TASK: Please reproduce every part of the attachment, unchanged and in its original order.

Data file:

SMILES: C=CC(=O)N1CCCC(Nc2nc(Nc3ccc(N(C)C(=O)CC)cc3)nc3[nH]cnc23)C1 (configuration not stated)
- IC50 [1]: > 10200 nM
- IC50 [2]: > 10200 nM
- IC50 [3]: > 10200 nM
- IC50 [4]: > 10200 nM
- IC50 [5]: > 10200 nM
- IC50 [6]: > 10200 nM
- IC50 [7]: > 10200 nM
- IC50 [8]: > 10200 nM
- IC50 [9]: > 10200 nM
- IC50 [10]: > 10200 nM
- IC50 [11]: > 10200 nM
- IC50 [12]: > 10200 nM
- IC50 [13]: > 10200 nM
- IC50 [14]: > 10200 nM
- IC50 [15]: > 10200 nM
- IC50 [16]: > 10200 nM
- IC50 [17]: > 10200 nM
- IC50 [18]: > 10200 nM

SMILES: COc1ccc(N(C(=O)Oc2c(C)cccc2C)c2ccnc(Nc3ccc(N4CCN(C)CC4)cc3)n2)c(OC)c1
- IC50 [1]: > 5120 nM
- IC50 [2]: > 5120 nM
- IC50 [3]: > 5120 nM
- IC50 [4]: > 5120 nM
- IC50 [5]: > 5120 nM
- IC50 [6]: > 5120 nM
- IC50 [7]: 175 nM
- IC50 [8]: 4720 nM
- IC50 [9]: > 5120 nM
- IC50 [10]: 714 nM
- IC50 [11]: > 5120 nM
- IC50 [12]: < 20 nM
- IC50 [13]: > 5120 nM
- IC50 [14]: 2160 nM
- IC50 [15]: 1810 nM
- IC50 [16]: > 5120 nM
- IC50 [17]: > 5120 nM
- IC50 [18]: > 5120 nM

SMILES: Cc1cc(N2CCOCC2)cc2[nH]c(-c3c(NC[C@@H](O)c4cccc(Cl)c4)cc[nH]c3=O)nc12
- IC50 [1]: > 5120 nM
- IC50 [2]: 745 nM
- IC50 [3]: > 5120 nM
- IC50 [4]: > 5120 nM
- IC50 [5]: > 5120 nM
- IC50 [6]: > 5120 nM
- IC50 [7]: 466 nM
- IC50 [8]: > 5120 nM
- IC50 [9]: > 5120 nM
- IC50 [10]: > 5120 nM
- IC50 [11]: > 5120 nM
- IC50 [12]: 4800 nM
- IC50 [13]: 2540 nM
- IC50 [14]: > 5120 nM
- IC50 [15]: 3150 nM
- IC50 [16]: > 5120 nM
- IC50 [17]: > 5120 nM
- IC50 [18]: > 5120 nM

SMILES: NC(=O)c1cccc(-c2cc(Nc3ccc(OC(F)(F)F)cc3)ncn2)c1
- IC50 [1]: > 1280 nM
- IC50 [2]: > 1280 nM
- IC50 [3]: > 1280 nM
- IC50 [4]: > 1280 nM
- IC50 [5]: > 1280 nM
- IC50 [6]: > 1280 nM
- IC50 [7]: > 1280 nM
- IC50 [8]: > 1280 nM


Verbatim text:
SMILES: C=CC(=O)N1CCCC(Nc2nc(Nc3ccc(N(C)C(=O)CC)cc3)nc3[nH]cnc23)C1 (configuration not stated)
- IC50 [1]: > 10200 nM
- IC50 [2]: > 10200 nM
- IC50 [3]: > 10200 nM
- IC50 [4]: > 10200 nM
- IC50 [5]: > 10200 nM
- IC50 [6]: > 10200 nM
- IC50 [7]: > 10200 nM
- IC50 [8]: > 10200 nM
- IC50 [9]: > 10200 nM
- IC50 [10]: > 10200 nM
- IC50 [11]: > 10200 nM
- IC50 [12]: > 10200 nM
- IC50 [13]: > 10200 nM
- IC50 [14]: > 10200 nM
- IC50 [15]: > 10200 nM
- IC50 [16]: > 10200 nM
- IC50 [17]: > 10200 nM
- IC50 [18]: > 10200 nM

SMILES: COc1ccc(N(C(=O)Oc2c(C)cccc2C)c2ccnc(Nc3ccc(N4CCN(C)CC4)cc3)n2)c(OC)c1
- IC50 [1]: > 5120 nM
- IC50 [2]: > 5120 nM
- IC50 [3]: > 5120 nM
- IC50 [4]: > 5120 nM
- IC50 [5]: > 5120 nM
- IC50 [6]: > 5120 nM
- IC50 [7]: 175 nM
- IC50 [8]: 4720 nM
- IC50 [9]: > 5120 nM
- IC50 [10]: 714 nM
- IC50 [11]: > 5120 nM
- IC50 [12]: < 20 nM
- IC50 [13]: > 5120 nM
- IC50 [14]: 2160 nM
- IC50 [15]: 1810 nM
- IC50 [16]: > 5120 nM
- IC50 [17]: > 5120 nM
- IC50 [18]: > 5120 nM

SMILES: Cc1cc(N2CCOCC2)cc2[nH]c(-c3c(NC[C@@H](O)c4cccc(Cl)c4)cc[nH]c3=O)nc12
- IC50 [1]: > 5120 nM
- IC50 [2]: 745 nM
- IC50 [3]: > 5120 nM
- IC50 [4]: > 5120 nM
- IC50 [5]: > 5120 nM
- IC50 [6]: > 5120 nM
- IC50 [7]: 466 nM
- IC50 [8]: > 5120 nM
- IC50 [9]: > 5120 nM
- IC50 [10]: > 5120 nM
- IC50 [11]: > 5120 nM
- IC50 [12]: 4800 nM
- IC50 [13]: 2540 nM
- IC50 [14]: > 5120 nM
- IC50 [15]: 3150 nM
- IC50 [16]: > 5120 nM
- IC50 [17]: > 5120 nM
- IC50 [18]: > 5120 nM

SMILES: NC(=O)c1cccc(-c2cc(Nc3ccc(OC(F)(F)F)cc3)ncn2)c1
- IC50 [1]: > 1280 nM
- IC50 [2]: > 1280 nM
- IC50 [3]: > 1280 nM
- IC50 [4]: > 1280 nM
- IC50 [5]: > 1280 nM
- IC50 [6]: > 1280 nM
- IC50 [7]: > 1280 nM
- IC50 [8]: > 1280 nM